“My family is in a transition process right now, and this is the only place I can get steady access to WiFi and a quiet place to work,” Hayes said.
Despite the circumstances, Hayes said she has been enjoying the beautiful nature surrounding Pepperdine.
“I love being outside, so being able to do the hike to the cross while looking out at the water and the campus is so beautiful and I feel really relaxed,” Hayes said. “You can kind of forget that there is all this chaos happening in the world.”
Through this experience, Hayes said she has a new appreciation for how important the community is. She misses the extracurriculars campus usually has to offer.
“It’s super weird not having a lot of the things I looked forward to on campus, like choir, convo and going to church on Sundays,” Hayes said.
Rocco Cuttone, first-year water polo player and Business Administration major from Merced, California, said he was able to live on-campus because he needs to train.
Cuttone said student-athletes are training cautiously on campus and are not able to conduct group practices.
“I have been working out with two other teammates that live on campus,” Cuttone said. “We are always six feet apart, and we wipe down any equipment we use with disinfectant spray.”
Cuttone said social life on campus is slow, and in his two weeks there, he has only met six students — usually when on the way to get lunch from the Waves Cafe.
“The most fun thing I’ve done on campus so far is shooting hoops on the basketball court near my apartment, which is nice to be able to do but I wish I could be doing things that were more college-specific,” Cuttone said.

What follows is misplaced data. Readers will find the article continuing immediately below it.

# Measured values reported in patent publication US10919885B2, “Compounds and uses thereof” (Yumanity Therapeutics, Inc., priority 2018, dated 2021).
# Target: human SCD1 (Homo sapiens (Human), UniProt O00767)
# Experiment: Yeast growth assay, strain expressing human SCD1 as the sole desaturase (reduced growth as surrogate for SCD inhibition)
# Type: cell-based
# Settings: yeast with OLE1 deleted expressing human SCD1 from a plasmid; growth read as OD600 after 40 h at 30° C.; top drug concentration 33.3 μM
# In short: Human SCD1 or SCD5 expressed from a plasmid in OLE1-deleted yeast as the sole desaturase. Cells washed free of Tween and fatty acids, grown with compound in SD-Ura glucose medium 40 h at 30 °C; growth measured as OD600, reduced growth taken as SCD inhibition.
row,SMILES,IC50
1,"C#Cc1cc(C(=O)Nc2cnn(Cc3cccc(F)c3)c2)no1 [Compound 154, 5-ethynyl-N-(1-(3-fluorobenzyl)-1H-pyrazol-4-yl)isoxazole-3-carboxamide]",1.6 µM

Another athlete on campus, Nolan Lingley, first-year Business Administration major from Tracy, California, said baseball was his reason for requesting an exemption. He also looks forward to getting away from home and trying to salvage a bit of the college experience.
“I get to be on my own and independent, and I get to see some of my friends,” Lingley said. “I feel like I’m getting the college experience, just not to the fullest extent.”
Lingley said the rules for athletes are even more intense, requiring two wellness checks per day. He said the team was working out off-campus with a friend, but they just got word that they can work out on campus with their trainer.
Hope for the Future
Students on campus said they were grateful the school provided them with a home when one didn’t seem feasible. Even so, they said they are also optimistic about what the spring semester has in store, including people, and new opportunities.
“It would be nice to have safe events but events that happen in person — like an outdoor concert with groups of socially distanced households,” Cox said.
Hayes said she hopes student connections will thrive once the students are able to return to campus.
“There is a new appreciation for how important community is,” Hayes said. “With all that is going on, I think people will be more mindful of how their actions affect other people. I am hopeful for the future.”
Follow the Graphic on Twitter: @PeppGraphic
Email Beth Gonzales: email@example.com